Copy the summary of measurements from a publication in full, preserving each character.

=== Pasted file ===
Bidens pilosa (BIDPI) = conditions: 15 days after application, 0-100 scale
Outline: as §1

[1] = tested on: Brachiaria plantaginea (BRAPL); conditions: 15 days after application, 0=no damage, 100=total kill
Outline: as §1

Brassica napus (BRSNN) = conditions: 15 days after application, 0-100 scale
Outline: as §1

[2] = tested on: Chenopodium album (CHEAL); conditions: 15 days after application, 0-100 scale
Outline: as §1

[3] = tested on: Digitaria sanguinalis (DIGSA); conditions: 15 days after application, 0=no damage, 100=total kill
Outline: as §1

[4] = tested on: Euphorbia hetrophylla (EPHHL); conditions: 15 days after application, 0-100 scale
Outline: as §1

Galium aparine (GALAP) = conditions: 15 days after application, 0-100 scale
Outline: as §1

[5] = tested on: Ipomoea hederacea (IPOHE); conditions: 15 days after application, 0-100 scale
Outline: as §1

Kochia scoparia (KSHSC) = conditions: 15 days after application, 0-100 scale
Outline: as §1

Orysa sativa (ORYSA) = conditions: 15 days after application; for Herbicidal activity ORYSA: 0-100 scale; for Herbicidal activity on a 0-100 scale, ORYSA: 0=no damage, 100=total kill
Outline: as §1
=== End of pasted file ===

Bidens pilosa (BIDPI) = conditions: 15 days after application, 0-100 scale
Outline: as §1

[1] = tested on: Brachiaria plantaginea (BRAPL); conditions: 15 days after application, 0=no damage, 100=total kill
Outline: as §1

Brassica napus (BRSNN) = conditions: 15 days after application, 0-100 scale
Outline: as §1

[2] = tested on: Chenopodium album (CHEAL); conditions: 15 days after application, 0-100 scale
Outline: as §1

[3] = tested on: Digitaria sanguinalis (DIGSA); conditions: 15 days after application, 0=no damage, 100=total kill
Outline: as §1

[4] = tested on: Euphorbia hetrophylla (EPHHL); conditions: 15 days after application, 0-100 scale
Outline: as §1

Galium aparine (GALAP) = conditions: 15 days after application, 0-100 scale
Outline: as §1

[5] = tested on: Ipomoea hederacea (IPOHE); conditions: 15 days after application, 0-100 scale
Outline: as §1

Kochia scoparia (KSHSC) = conditions: 15 days after application, 0-100 scale
Outline: as §1

Orysa sativa (ORYSA) = conditions: 15 days after application; for Herbicidal activity ORYSA: 0-100 scale; for Herbicidal activity on a 0-100 scale, ORYSA: 0=no damage, 100=total kill
Outline: as §1